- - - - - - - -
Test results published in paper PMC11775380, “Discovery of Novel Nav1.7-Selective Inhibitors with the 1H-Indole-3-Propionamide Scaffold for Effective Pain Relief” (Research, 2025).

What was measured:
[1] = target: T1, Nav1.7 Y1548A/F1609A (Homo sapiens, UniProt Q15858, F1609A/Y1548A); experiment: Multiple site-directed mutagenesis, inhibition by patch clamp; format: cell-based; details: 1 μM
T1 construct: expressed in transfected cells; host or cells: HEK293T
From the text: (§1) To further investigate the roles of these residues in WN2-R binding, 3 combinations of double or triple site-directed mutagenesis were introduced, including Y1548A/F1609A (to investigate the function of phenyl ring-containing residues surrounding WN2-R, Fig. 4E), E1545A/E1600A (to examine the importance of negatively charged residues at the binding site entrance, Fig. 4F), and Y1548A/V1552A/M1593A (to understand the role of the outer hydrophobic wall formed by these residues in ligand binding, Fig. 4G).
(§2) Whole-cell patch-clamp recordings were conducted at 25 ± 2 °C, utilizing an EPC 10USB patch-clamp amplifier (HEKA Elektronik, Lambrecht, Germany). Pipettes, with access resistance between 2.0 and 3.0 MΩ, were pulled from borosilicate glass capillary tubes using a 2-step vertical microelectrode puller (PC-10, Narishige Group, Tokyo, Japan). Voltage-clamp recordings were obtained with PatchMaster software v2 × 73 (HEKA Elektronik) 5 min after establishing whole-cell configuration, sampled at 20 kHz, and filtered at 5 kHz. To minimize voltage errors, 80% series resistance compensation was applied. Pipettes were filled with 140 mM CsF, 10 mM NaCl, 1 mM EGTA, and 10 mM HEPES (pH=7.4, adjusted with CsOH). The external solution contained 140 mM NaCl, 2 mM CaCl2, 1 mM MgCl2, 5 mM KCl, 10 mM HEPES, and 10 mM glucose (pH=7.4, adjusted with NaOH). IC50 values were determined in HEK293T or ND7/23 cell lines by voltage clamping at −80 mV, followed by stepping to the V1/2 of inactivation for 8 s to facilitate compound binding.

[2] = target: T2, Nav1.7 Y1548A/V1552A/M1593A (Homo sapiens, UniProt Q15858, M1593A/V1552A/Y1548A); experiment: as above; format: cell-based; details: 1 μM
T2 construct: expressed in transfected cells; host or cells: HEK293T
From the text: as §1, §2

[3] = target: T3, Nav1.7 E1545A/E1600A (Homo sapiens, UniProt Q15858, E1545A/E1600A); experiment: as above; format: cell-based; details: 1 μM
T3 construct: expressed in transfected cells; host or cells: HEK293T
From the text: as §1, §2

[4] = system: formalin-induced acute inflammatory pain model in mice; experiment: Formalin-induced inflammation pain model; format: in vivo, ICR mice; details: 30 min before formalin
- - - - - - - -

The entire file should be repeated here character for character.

Test results published in paper PMC11775380, “Discovery of Novel Nav1.7-Selective Inhibitors with the 1H-Indole-3-Propionamide Scaffold for Effective Pain Relief” (Research, 2025).

What was measured:
[1] = target: T1, Nav1.7 Y1548A/F1609A (Homo sapiens, UniProt Q15858, F1609A/Y1548A); experiment: Multiple site-directed mutagenesis, inhibition by patch clamp; format: cell-based; details: 1 μM
T1 construct: expressed in transfected cells; host or cells: HEK293T
From the text: (§1) To further investigate the roles of these residues in WN2-R binding, 3 combinations of double or triple site-directed mutagenesis were introduced, including Y1548A/F1609A (to investigate the function of phenyl ring-containing residues surrounding WN2-R, Fig. 4E), E1545A/E1600A (to examine the importance of negatively charged residues at the binding site entrance, Fig. 4F), and Y1548A/V1552A/M1593A (to understand the role of the outer hydrophobic wall formed by these residues in ligand binding, Fig. 4G).
(§2) Whole-cell patch-clamp recordings were conducted at 25 ± 2 °C, utilizing an EPC 10USB patch-clamp amplifier (HEKA Elektronik, Lambrecht, Germany). Pipettes, with access resistance between 2.0 and 3.0 MΩ, were pulled from borosilicate glass capillary tubes using a 2-step vertical microelectrode puller (PC-10, Narishige Group, Tokyo, Japan). Voltage-clamp recordings were obtained with PatchMaster software v2 × 73 (HEKA Elektronik) 5 min after establishing whole-cell configuration, sampled at 20 kHz, and filtered at 5 kHz. To minimize voltage errors, 80% series resistance compensation was applied. Pipettes were filled with 140 mM CsF, 10 mM NaCl, 1 mM EGTA, and 10 mM HEPES (pH=7.4, adjusted with CsOH). The external solution contained 140 mM NaCl, 2 mM CaCl2, 1 mM MgCl2, 5 mM KCl, 10 mM HEPES, and 10 mM glucose (pH=7.4, adjusted with NaOH). IC50 values were determined in HEK293T or ND7/23 cell lines by voltage clamping at −80 mV, followed by stepping to the V1/2 of inactivation for 8 s to facilitate compound binding.

[2] = target: T2, Nav1.7 Y1548A/V1552A/M1593A (Homo sapiens, UniProt Q15858, M1593A/V1552A/Y1548A); experiment: as above; format: cell-based; details: 1 μM
T2 construct: expressed in transfected cells; host or cells: HEK293T
From the text: as §1, §2

[3] = target: T3, Nav1.7 E1545A/E1600A (Homo sapiens, UniProt Q15858, E1545A/E1600A); experiment: as above; format: cell-based; details: 1 μM
T3 construct: expressed in transfected cells; host or cells: HEK293T
From the text: as §1, §2

[4] = system: formalin-induced acute inflammatory pain model in mice; experiment: Formalin-induced inflammation pain model; format: in vivo, ICR mice; details: 30 min before formalin